While spring and summer might be the top times when you think of which new city you’d like to explore on a European city break, there are some destinations that just need to be seen in winter! While many of our favourite activity breaks are exclusively winter (like skiing!), other city breaks are available throughout the year for you to take advantage of quieter tourist sights, cheaper flights and great deals on hotel packages! However, one extra special winter city break destination is Reykjavik, Iceland where many Northern Lights hunters head to have the best chance to see the spectacular show of nature!
Why is winter the best time to see the aurora borealis? The simple answer is because of the shortened length of daytime. If you’re willing to travel to the north or south poles though, then this spectacular display is visible all through the year. However, for those heading to Reykjavik for this experience, winter is a better time and with weather stabilising a little after December, January – March time is our top recommendation.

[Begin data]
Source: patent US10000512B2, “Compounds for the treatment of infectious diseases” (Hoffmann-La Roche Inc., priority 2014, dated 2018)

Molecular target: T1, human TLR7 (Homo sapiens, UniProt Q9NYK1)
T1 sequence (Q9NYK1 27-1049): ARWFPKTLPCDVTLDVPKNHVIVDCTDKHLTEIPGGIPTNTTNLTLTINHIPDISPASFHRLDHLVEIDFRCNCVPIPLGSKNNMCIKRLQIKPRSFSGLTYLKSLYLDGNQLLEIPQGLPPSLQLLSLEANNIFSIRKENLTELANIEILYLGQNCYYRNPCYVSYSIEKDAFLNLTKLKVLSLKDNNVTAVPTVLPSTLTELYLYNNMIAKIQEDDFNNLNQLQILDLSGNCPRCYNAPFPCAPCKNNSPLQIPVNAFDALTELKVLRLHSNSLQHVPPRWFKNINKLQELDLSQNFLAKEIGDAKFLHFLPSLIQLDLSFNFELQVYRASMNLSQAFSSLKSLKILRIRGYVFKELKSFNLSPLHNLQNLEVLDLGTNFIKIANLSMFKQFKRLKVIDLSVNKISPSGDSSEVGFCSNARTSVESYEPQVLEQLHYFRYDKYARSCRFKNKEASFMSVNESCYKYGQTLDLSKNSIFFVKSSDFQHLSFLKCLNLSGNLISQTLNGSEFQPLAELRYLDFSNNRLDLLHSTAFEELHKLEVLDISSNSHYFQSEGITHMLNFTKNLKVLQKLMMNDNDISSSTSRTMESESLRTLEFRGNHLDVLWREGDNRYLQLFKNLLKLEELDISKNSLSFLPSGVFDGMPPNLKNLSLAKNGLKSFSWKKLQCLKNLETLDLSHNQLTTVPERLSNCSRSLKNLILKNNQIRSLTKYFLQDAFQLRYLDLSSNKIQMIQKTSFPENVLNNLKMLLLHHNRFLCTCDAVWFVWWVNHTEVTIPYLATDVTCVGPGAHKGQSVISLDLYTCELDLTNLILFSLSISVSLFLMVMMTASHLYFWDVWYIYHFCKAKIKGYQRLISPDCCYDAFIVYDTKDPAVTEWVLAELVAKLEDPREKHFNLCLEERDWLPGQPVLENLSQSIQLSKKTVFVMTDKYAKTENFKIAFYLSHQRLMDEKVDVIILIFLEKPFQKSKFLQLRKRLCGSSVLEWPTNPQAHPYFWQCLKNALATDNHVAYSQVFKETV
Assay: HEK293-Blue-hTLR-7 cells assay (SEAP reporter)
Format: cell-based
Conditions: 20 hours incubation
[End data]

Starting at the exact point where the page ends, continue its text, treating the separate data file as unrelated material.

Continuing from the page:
Chasing the Northern Lights can be a gamble though as many factors come into play as to whether they will be visible or not. The main factor is of course the weather, if there isn’t a clear sky then cloud will cover the lights and they’ll be hidden from your view. As well as this, the cause of the aurora borealis (solar wind) takes 1-2days to travel to earth so estimates based on this information can only be made a few days ahead of time. As with everything in 2016 though, there’s even an app to help predict its activity (Aurora forecast) but how reliable it is we have no idea! But isn’t the risk part of what makes your next break to experience this so exciting? Our city break in Reykjavik includes tours of local sights, the famous Golden Circle and even a trip to the Blue Lagoon so even if you are unlucky enough to not see them on your first night’s trip, you’ll still have a fantastic time in this wonderful part of the world!
Did you know there is also an Aurora Australis? The southern counterpart of the Northern Lights which is visible from…you’ve guessed it…Australia?